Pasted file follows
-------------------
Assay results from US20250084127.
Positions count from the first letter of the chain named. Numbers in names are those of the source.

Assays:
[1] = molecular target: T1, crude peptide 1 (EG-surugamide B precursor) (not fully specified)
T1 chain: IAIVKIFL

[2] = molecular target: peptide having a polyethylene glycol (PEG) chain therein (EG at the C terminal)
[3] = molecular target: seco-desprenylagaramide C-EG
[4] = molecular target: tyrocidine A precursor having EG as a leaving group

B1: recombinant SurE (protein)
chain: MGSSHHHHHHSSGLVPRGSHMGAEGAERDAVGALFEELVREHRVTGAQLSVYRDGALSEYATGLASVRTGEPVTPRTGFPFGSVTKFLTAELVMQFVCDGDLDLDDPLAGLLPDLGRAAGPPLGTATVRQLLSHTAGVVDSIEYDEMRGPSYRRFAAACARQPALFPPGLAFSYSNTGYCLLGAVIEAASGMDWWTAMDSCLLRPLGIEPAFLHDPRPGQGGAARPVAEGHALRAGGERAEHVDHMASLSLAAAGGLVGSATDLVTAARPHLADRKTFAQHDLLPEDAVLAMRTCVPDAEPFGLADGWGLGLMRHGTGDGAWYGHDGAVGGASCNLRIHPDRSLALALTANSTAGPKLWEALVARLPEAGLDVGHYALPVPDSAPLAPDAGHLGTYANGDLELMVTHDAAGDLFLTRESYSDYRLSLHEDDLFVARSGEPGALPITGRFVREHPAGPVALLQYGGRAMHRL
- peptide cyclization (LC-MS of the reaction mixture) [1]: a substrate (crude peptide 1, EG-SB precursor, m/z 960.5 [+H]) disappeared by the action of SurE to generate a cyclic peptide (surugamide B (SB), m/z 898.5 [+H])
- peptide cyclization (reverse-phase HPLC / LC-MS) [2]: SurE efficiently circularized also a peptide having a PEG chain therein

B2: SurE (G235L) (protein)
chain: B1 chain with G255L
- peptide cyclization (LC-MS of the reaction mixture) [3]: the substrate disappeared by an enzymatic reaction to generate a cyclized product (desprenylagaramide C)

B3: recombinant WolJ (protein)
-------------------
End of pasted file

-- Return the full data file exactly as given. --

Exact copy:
Assay results from US20250084127.
Positions count from the first letter of the chain named. Numbers in names are those of the source.

Assays:
[1] = molecular target: T1, crude peptide 1 (EG-surugamide B precursor) (not fully specified)
T1 chain: IAIVKIFL

[2] = molecular target: peptide having a polyethylene glycol (PEG) chain therein (EG at the C terminal)
[3] = molecular target: seco-desprenylagaramide C-EG
[4] = molecular target: tyrocidine A precursor having EG as a leaving group

B1: recombinant SurE (protein)
chain: MGSSHHHHHHSSGLVPRGSHMGAEGAERDAVGALFEELVREHRVTGAQLSVYRDGALSEYATGLASVRTGEPVTPRTGFPFGSVTKFLTAELVMQFVCDGDLDLDDPLAGLLPDLGRAAGPPLGTATVRQLLSHTAGVVDSIEYDEMRGPSYRRFAAACARQPALFPPGLAFSYSNTGYCLLGAVIEAASGMDWWTAMDSCLLRPLGIEPAFLHDPRPGQGGAARPVAEGHALRAGGERAEHVDHMASLSLAAAGGLVGSATDLVTAARPHLADRKTFAQHDLLPEDAVLAMRTCVPDAEPFGLADGWGLGLMRHGTGDGAWYGHDGAVGGASCNLRIHPDRSLALALTANSTAGPKLWEALVARLPEAGLDVGHYALPVPDSAPLAPDAGHLGTYANGDLELMVTHDAAGDLFLTRESYSDYRLSLHEDDLFVARSGEPGALPITGRFVREHPAGPVALLQYGGRAMHRL
- peptide cyclization (LC-MS of the reaction mixture) [1]: a substrate (crude peptide 1, EG-SB precursor, m/z 960.5 [+H]) disappeared by the action of SurE to generate a cyclic peptide (surugamide B (SB), m/z 898.5 [+H])
- peptide cyclization (reverse-phase HPLC / LC-MS) [2]: SurE efficiently circularized also a peptide having a PEG chain therein

B2: SurE (G235L) (protein)
chain: B1 chain with G255L
- peptide cyclization (LC-MS of the reaction mixture) [3]: the substrate disappeared by an enzymatic reaction to generate a cyclized product (desprenylagaramide C)

B3: recombinant WolJ (protein)